Feline Leukemia & Feline Immunodeficiency Virus
Feline Immunodeficiency Virus
More commonly known as Feline AIDS, Feline Immunodeficiency Virus (FIV) is a virus that cats can carry for years with no clinical symptoms.
How It Is Spread
It is known as the “fighting cat” disease because it is spread from one cat to another through deep bite wounds. These wounds usually occur during aggressive catfights. It is highly unlikely that cats can spread it to each other through mutual grooming or sharing food/water bowls.
Once symptoms develop, the infected cat’s immune system is severely weakened and they become susceptible to secondary infections. FIV can also shorten a cat's lifespan because of the illnesses associated; however, many cats can still live a long life. Unfortunately, there is no cure.
There is a vaccine for FIV, however, it is controversial so it’s recommended that you speak with your veterinarian before vaccination. The only way to prevent your cat from contracting this virus is to have any new cats coming into the home tested first and keep your cats indoors. This is a test that can be performed at your veterinarian’s office and you can usually get the results by the end of the appointment.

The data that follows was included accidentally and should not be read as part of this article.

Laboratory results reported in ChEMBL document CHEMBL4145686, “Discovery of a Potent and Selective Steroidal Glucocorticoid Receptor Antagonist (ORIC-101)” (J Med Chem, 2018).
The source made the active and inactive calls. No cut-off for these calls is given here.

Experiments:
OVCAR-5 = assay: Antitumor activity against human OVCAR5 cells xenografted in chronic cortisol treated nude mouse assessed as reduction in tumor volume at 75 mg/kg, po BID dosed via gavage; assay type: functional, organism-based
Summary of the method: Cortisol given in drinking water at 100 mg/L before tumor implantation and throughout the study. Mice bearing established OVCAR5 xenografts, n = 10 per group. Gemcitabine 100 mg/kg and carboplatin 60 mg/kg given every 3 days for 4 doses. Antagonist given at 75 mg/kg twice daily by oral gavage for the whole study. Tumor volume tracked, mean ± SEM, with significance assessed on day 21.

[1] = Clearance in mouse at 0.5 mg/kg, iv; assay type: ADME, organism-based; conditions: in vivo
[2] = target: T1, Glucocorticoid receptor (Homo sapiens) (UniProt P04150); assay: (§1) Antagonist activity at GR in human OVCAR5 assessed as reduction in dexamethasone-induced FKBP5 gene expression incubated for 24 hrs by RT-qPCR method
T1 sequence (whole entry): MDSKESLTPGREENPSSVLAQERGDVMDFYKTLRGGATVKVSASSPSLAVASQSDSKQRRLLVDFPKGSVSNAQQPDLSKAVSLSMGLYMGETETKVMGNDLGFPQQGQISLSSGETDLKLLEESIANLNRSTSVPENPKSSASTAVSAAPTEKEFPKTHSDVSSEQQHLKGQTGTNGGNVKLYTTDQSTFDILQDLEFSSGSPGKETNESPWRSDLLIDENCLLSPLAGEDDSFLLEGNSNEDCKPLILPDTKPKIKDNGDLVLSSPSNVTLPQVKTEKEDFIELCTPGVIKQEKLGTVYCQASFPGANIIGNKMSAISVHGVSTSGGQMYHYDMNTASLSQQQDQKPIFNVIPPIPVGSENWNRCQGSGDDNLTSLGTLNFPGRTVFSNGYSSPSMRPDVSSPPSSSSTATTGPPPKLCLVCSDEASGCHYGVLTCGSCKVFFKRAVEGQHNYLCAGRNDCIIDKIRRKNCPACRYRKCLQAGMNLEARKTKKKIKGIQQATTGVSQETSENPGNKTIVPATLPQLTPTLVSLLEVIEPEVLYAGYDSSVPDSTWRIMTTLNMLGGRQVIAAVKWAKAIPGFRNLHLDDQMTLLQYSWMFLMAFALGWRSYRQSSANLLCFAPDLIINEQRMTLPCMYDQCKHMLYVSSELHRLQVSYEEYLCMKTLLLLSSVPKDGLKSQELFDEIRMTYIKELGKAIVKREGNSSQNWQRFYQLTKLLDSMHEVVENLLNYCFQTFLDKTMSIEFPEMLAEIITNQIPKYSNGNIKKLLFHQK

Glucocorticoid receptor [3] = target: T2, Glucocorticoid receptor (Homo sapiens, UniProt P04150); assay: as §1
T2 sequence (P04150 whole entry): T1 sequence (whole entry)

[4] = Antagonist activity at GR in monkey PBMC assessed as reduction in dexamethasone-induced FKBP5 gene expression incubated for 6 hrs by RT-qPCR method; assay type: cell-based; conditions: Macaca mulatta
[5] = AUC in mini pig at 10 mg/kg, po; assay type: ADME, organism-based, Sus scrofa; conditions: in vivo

For more information on FIV, view the FAQs About Feline Immunodeficiency Virus flyer (PDF).
Feline Leukemia (FeLV) is a virus that suppresses the infected cat’s immune system.
How It Is Spread
Cats contract FeLV when they come in contact with an infected cat. It is known as the “friendly cat” disease because it can be spread from one cat to another through mutual grooming, sharing bedding and food/water bowls.
Unfortunately, cats with FeLV have a shorter lifespan because of the health concerns and secondary infections from the suppressed immune system that are associated with it. There is no cure for FeLV positive cats.
The good news is that this is 100 percent preventable. There is a vaccine that is highly recommended for any cats that go outdoors and could come in contact with unknown cats. You should also make sure any new cats that you are bringing home are tested for the disease before introducing them to your other cats. This is a test that can be performed at your veterinarian’s office and you can usually get the results by the end of the appointment.
For more information on FeLV, view the FAQs About Feline Leukemia Virus flyer (PDF).